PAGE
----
compensation in eminent domain cases based on the land’s “highest and best use”: “[I]n a
condemnation action, compensation is not to be estimated simply with reference to the value of
the land to the owner for the purpose it is then used, but with reference to what its present value
is in view of the uses to which it is reasonably capable of being put.” 918 N.W.2d 371, 376
(N.D. 2018) (quoting Frederickson v. Hjelle, 149 N.W.2d 733, 744 (N.D. 1967).
landowner claiming damages based upon the land’s “highest and best use” has the burden of
proof to establish the amount of damages due to the landowner. Daugherty, 275 N.W.2d 624,
627 (N.D. 1979). The North Dakota Supreme Court further instructed “the landowner claims
the land being taken is not currently being used at its highest potential, the burden of proof is
on the landowner to prove the highest and best use.” Erickson, 918 N.W.2d at 376 (citing 4
Julius L. Sackman, Nichols on Eminent Domain, § 12B.14 (Matthew Bender, 3d ed. 2018).
It is clear that under North Dakota eminent domain law, the trier of fact may consider
the land’s “highest and best” to aid in determining the measure of compensation owed for its
taking, similar to the Texas state law applied in Bauer. Moreover, the North Dakota Supreme
Court has not articulated an exclusive method (the “before and after” rule) to apply to determine
just compensation in condemnation actions. Accordingly, following the rationales of Bauer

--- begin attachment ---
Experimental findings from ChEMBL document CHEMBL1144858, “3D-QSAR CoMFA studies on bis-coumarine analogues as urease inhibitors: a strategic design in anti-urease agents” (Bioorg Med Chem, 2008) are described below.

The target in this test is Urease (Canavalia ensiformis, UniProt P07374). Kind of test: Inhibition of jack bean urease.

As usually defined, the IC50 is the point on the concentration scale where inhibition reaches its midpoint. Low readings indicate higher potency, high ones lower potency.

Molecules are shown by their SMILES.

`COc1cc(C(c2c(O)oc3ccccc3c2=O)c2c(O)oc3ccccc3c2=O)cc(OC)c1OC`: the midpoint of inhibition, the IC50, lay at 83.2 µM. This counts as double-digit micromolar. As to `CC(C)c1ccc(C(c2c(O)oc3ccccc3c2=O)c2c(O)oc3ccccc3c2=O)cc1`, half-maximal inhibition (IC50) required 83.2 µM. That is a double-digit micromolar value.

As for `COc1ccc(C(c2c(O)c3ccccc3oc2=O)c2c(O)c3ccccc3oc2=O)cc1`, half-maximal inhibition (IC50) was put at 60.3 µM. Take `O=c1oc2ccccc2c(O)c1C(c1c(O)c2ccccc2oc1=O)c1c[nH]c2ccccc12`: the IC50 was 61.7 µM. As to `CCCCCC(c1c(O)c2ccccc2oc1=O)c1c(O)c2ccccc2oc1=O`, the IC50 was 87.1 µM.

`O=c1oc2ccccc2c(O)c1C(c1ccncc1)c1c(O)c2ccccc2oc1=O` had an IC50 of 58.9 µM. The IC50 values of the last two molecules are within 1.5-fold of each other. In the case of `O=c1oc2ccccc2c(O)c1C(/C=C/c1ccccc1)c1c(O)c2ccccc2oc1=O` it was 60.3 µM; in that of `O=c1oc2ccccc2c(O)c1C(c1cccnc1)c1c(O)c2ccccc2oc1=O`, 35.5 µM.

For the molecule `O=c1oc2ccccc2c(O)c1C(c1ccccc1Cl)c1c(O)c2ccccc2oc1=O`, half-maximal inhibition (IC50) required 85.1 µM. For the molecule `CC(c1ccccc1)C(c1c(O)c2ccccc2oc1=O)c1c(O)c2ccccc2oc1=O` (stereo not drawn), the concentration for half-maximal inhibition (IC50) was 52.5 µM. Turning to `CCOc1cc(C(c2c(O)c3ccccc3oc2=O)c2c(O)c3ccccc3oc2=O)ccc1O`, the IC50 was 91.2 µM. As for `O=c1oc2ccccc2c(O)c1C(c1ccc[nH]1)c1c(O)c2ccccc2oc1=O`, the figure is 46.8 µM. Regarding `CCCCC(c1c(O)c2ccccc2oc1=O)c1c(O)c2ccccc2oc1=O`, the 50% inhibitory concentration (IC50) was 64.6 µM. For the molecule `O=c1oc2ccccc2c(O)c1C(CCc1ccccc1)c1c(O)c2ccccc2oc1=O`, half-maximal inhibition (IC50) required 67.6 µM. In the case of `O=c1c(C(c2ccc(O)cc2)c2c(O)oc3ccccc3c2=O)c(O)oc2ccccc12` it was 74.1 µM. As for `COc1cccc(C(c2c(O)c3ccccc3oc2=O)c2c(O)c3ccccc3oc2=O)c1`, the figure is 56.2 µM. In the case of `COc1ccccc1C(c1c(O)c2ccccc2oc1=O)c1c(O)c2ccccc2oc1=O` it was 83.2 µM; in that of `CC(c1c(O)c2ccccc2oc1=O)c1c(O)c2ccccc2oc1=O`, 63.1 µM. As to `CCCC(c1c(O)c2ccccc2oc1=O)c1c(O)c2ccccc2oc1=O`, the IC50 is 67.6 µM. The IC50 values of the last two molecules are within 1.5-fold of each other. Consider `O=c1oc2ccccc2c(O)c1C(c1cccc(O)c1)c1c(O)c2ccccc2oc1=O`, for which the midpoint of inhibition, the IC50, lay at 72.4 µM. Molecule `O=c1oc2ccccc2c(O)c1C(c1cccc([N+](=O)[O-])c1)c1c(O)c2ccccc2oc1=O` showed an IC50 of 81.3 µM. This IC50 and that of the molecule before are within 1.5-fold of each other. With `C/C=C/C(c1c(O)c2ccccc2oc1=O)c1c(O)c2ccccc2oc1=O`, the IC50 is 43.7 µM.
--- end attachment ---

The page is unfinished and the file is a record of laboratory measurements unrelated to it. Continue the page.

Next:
and Erickson, the Court is not convinced that under North Dakota law, evidence of other
easement transactions would be considered irrelevant and inadmissible under Federal Rules of
Evidence 401 and 403.
D. APPLICABLE LAW TO THIS CASE
The issue squarely before the Court is whether the Defendants may introduce evidence
at trial of other pipeline easement transactions to establish the compensation WBI Energy owes
in this case. WBI Energy seeks to exclude such evidence pursuant to Federal Rules of Evidence
401 and 403 as it is “irrelevant” to the determination of damages owed to the Defendants. Upon
review of a multitude of cases, the Court is not convinced such evidence lacks relevance and
should be per se excluded at trial.
As discussed at length, the NGA is silent as to the compensation owed to a comdemnee.
See 15 U.S.C. § 717f(h). While other circuits have concluded the NGA incorporates state law
as the applicable federal rule to determine the measure of compensation, the Eighth Circuit has
not addressed the issue. See e.g., Tennessee Gas Pipeline Co. at 931 F.3d at 255. At this
juncture, the Court need not explicitly hold, as the Third Circuit did in Tennessee Gas Pipeline
Co., that Miller in inapposite to cases arising from Section 717f(h) of the NGA and state
substantive law applies as the applicable federal rule to determine just compensation owed.
Instead, the Court observes that under either federal common law developed in the Eighth
Circuit or North Dakota state substantive law, evidence of other pipeline easement transactions
may be relevant to determine the measure of damages owed to a landowner for a taking,
depending on the facts, conditions, and nature of the taking. In fact, in 1129.75 Acres of Land,
the Eighth Circuit cautioned against adopting a per se exclusionary rule when it found a trial
judge failed to exercise his discretion when he refused to allow the introduction of comparable
sales which occurred after the date of the taking. 473 F.2d 996, 999. The Eighth Circuit